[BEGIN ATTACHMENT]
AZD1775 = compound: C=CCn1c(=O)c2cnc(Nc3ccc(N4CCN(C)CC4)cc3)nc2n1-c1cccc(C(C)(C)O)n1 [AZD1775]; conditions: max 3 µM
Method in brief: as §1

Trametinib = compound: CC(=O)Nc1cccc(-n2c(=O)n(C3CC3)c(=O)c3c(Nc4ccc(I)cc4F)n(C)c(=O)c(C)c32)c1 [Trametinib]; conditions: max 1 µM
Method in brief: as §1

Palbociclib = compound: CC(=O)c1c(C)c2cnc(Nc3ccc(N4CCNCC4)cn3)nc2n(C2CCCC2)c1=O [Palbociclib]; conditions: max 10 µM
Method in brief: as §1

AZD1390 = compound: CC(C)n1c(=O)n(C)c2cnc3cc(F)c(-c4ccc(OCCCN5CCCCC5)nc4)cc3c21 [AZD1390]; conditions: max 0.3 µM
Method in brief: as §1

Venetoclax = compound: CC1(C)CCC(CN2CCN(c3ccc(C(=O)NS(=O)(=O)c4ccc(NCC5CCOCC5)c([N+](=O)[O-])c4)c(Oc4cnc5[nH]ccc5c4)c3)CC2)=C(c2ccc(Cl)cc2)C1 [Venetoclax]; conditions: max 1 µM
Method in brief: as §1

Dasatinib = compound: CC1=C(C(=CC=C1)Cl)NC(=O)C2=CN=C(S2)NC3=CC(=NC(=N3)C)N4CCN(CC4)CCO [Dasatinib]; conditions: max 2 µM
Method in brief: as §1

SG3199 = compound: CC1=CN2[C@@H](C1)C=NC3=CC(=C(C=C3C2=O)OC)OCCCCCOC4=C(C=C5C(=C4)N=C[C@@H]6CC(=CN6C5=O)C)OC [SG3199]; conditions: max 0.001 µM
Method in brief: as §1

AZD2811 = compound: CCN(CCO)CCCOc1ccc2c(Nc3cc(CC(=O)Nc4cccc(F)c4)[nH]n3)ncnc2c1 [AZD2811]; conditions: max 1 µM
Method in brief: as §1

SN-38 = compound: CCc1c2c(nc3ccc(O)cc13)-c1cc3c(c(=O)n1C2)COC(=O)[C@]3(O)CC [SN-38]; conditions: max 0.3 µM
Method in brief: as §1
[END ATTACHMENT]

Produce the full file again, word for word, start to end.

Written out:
AZD1775 = compound: C=CCn1c(=O)c2cnc(Nc3ccc(N4CCN(C)CC4)cc3)nc2n1-c1cccc(C(C)(C)O)n1 [AZD1775]; conditions: max 3 µM
Method in brief: as §1

Trametinib = compound: CC(=O)Nc1cccc(-n2c(=O)n(C3CC3)c(=O)c3c(Nc4ccc(I)cc4F)n(C)c(=O)c(C)c32)c1 [Trametinib]; conditions: max 1 µM
Method in brief: as §1

Palbociclib = compound: CC(=O)c1c(C)c2cnc(Nc3ccc(N4CCNCC4)cn3)nc2n(C2CCCC2)c1=O [Palbociclib]; conditions: max 10 µM
Method in brief: as §1

AZD1390 = compound: CC(C)n1c(=O)n(C)c2cnc3cc(F)c(-c4ccc(OCCCN5CCCCC5)nc4)cc3c21 [AZD1390]; conditions: max 0.3 µM
Method in brief: as §1

Venetoclax = compound: CC1(C)CCC(CN2CCN(c3ccc(C(=O)NS(=O)(=O)c4ccc(NCC5CCOCC5)c([N+](=O)[O-])c4)c(Oc4cnc5[nH]ccc5c4)c3)CC2)=C(c2ccc(Cl)cc2)C1 [Venetoclax]; conditions: max 1 µM
Method in brief: as §1

Dasatinib = compound: CC1=C(C(=CC=C1)Cl)NC(=O)C2=CN=C(S2)NC3=CC(=NC(=N3)C)N4CCN(CC4)CCO [Dasatinib]; conditions: max 2 µM
Method in brief: as §1

SG3199 = compound: CC1=CN2[C@@H](C1)C=NC3=CC(=C(C=C3C2=O)OC)OCCCCCOC4=C(C=C5C(=C4)N=C[C@@H]6CC(=CN6C5=O)C)OC [SG3199]; conditions: max 0.001 µM
Method in brief: as §1

AZD2811 = compound: CCN(CCO)CCCOc1ccc2c(Nc3cc(CC(=O)Nc4cccc(F)c4)[nH]n3)ncnc2c1 [AZD2811]; conditions: max 1 µM
Method in brief: as §1

SN-38 = compound: CCc1c2c(nc3ccc(O)cc13)-c1cc3c(c(=O)n1C2)COC(=O)[C@]3(O)CC [SN-38]; conditions: max 0.3 µM
Method in brief: as §1